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June 2011
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August 2011

Hardy Boys Merger

 

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I had a hard time finding ideas for moving two toddlers into the same bedroom. I’m wondering if that’s because it’s not such a good idea?

Sam really wanted to move into Jake’s room, he’s brought it up repeatedly so finally this morning I decided to do it. The “merger” was way more labor-intensive than I’d planned for because, well … I didn’t really plan it at all. Which some of you know is totally not like me. Bunking the boys together has been in the back of my mind ever since we started visualizing a bathroom upstairs. We’re managing with just one but there’ve been a few times a second bathroom would be just heavenly. (Like the time when our one and only toilet was broken for a day).

And while I’m dreaming … this bathroom would double as a laundry room instead of the laundry-room/pantry broom closet I’ve got going on now. I’m a believer in creating space for our dreams … so, now I have an empty room perfect for our new Ultimate Utility room.

The room isn’t actually empty, because in a smallish house that would be silly. I’ve got plans for that room too, but for now it’s just a mess of possibilities.

As you can see below, the boys were pretty excited and happy about the new Hardy Boys room … I hope I still think it was a good idea in the morning!

 

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p.s. I know, it’s been awhile since my last post … I’m working on getting back into this being one of my top priorities, but I’m still adjusting to a new work schedule and getting regular workouts. (Which is somehow giving me more energy, I never used to believe that, but more on that another day!)

 

* 8:30 p.m. So far I’ve only been interrupted three times writing this post.

*11:30 p.m. So far, so good … fingers crossed.


Green Zone: Pitter-Patter

If you get a chance to pick up Saturday’s News-Register, my “Confessions of a Green Wannabe” column ran in the special Green Zone section. I don’t have a link to share yet but the issue is on newsstands around the county, for local readers who don’t subscribe to our community paper(ahem!).

I only have 600ish words to work with so I couldn’t list all these links in the paper but am happy to do it here and encourage you to check out the cool and cute stuff created by local (mostly) stay-at-home mamas.

I absolutely adore this store and love going there with my kids because there is a playroom for them and the staff is super understanding when they don’t stay right where they’re supposed to. I also love shopping there because awesome deals are to be had like Sam’s $3.00 Cars slippers!

I’m excited to share the awesome owner, Jennifer Johnson, is willing to take some Nathalie’s Notes products on for a test-run. I am so, so excited about that!

Pitter-Patter Children’s Consignment store in Newberg (619 E. Hancock). 503.538.4215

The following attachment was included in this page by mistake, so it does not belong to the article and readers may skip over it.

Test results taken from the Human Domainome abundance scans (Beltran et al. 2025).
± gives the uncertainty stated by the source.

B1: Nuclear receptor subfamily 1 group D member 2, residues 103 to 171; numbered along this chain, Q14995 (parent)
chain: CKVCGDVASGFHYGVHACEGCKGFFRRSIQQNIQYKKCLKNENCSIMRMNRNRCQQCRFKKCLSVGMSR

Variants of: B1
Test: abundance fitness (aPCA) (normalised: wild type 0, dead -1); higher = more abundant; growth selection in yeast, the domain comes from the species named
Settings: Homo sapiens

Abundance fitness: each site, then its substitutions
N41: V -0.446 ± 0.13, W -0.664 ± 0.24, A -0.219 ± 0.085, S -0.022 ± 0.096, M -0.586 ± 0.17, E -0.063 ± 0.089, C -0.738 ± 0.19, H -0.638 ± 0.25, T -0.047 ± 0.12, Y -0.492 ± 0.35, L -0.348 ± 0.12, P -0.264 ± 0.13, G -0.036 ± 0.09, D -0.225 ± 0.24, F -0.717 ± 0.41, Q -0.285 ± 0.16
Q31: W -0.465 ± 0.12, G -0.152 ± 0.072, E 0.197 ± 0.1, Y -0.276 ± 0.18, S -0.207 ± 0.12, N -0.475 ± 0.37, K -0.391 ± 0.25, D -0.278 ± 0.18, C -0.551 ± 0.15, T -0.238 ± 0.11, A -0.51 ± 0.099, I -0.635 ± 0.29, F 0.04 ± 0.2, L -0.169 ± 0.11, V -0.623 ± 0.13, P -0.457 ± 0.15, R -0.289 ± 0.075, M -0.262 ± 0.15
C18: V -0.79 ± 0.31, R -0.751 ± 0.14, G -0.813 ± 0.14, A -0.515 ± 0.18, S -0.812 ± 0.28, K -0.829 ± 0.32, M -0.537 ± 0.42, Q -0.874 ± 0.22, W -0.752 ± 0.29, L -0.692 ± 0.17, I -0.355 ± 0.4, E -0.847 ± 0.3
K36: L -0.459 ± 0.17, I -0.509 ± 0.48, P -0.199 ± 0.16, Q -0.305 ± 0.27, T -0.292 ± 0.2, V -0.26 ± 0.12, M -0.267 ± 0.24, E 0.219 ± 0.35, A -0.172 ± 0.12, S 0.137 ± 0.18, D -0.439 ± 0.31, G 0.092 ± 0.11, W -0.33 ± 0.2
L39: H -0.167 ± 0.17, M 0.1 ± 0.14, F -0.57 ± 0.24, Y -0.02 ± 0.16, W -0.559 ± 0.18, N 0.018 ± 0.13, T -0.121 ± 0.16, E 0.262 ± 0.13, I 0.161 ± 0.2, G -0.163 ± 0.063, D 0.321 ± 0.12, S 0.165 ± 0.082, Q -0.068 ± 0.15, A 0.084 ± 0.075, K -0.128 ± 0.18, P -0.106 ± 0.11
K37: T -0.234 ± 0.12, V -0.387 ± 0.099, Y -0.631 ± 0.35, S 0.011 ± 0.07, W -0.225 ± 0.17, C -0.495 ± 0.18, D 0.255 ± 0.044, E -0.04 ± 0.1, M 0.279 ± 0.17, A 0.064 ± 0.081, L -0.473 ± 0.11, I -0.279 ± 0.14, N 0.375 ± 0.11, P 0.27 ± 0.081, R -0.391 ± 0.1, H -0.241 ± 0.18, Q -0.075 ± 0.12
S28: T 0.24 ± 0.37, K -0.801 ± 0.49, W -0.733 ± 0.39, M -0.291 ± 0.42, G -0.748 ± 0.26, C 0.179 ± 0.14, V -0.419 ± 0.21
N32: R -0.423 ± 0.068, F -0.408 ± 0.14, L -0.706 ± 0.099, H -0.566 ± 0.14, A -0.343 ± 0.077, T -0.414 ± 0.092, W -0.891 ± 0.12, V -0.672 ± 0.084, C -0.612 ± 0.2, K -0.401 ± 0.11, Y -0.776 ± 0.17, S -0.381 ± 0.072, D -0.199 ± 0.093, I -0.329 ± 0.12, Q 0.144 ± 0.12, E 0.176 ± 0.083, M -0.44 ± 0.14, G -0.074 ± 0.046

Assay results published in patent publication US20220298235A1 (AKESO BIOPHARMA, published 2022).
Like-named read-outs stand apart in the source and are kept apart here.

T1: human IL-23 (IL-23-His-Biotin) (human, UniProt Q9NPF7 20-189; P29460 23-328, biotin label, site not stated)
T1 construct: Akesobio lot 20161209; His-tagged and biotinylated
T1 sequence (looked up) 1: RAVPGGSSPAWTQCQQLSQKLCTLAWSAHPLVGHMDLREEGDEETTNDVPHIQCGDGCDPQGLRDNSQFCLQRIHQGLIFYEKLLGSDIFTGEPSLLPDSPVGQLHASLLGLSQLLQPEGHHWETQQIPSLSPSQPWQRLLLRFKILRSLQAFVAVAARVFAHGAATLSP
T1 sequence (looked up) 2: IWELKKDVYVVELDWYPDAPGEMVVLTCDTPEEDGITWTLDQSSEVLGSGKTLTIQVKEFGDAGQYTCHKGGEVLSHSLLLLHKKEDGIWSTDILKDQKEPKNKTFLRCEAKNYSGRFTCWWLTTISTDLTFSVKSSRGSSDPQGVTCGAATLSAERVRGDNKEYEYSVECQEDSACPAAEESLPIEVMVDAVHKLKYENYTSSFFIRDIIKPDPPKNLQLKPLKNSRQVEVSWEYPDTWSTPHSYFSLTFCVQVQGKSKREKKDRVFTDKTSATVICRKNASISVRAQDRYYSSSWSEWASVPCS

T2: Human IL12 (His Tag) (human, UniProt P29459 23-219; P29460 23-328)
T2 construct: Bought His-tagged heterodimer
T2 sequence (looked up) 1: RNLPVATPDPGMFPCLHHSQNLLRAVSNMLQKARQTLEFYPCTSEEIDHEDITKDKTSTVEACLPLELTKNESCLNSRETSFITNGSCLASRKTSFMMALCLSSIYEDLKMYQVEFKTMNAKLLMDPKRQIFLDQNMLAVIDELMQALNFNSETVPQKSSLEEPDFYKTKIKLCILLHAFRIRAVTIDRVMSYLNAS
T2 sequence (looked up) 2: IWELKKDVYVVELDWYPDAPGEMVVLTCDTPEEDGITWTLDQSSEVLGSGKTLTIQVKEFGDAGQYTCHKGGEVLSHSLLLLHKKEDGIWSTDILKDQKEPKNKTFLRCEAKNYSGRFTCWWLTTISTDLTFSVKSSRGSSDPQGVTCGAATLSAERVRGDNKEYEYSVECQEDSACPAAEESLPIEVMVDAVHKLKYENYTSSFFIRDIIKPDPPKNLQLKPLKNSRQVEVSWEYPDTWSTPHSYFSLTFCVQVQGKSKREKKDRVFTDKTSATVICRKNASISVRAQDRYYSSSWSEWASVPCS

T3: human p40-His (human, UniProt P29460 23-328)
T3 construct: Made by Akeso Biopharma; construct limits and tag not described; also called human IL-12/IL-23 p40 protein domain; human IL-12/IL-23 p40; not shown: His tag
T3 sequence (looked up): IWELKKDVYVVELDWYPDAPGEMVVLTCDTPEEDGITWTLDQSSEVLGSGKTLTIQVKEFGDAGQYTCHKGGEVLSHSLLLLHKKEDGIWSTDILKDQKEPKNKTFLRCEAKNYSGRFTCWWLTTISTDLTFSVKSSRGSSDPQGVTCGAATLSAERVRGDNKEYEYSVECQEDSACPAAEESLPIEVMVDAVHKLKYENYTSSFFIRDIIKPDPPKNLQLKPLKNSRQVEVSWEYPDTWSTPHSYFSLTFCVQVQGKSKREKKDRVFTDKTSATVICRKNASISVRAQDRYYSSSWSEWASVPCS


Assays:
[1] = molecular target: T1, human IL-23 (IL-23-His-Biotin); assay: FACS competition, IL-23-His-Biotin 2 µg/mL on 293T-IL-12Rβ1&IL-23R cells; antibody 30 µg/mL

www.pitter-patternewberg.com

Little Red Wagon

Little Birdie & Me

Burp-EASE

Sweet Pea & Pumpkin

Heidi Boos with Stampin’ Up

Mo’s Bows

Glitter Bug Girls

Baby Bumz

Betty Jane Designs

Casey & Kyle Comics

Simply Cute Creations

Forget Me Not

Lil’ britches

BE your own kind of beautiful

Handknit treats

PJ Creations

p.s. Fun fact: love that I ended up having to do my interview with Jennifer with both of my children, in my sweaty work-out clothes sporting the frazzled-mom look. She didn’t bat an eye and knew I was just doing what a work-from-home mama’s gotta do!


For my parents …

MamiTati

My dad just celebrated his 80th birthday! I can’t write something in honor of my dad without including my mother because it is the combination of them that made me who I am. As they are both celebrating round birthdays and 37 years of marriage, it’s a good time to reflect on the impact they have had on all of us.

Without my parents I wouldn’t be the person I am today. I have always wanted to make them proud of me, it is only recently I’ve learned that they were always proud of me simply because I was theirs.

My parents aren’t the super affectionate, American style of parents my friends were raised by. My parents did tough-love and hard lessons. My parents did strength instead of weakness. My parents did blunt truth over comfort and ignoring the elephant in the room.

My parents taught me the fine art of compromise, but also to hold my ground.

My parents taught me to believe in myself even when others didn’t.

My parents taught me about taking risks, being strong, accepting consequences with grace and to continue, always, to dream, set goals and work hard to achieve them.

My parents have taught me the art of adjusting to life’s curvier turns while staying the course.

I am a writer today because my parents always believed in me and my potential. From buying my first typewriter as a little girl, to endless trips to the library to financing my education and reading my work with constructive feedback, my parents are one of the reasons I continue to work in a field I love.

I am the mother I am today because of the lessons I learned watching them include us in their life from fancy dinners to backyard picnics. They taught us to embrace life through travel as well as enjoying what we had at home. They taught us about nutrition, fitness and the fine art of, well, art. They taught us to be thankful for our blessings, to see them everywhere and to share them with others. They taught us the importance of sitting down together to share meals, stories and each other.

I am the wife I am today because of what I learned watching my parents work through many of life’s difficulties, protecting us from their stresses and respecting each other, compromising and learning to navigate the challenges of life together. My parents have been through more than anyone I know, and have come through it all stronger, still standing, still smiling. And so do Martin and I. For that, we are thankful.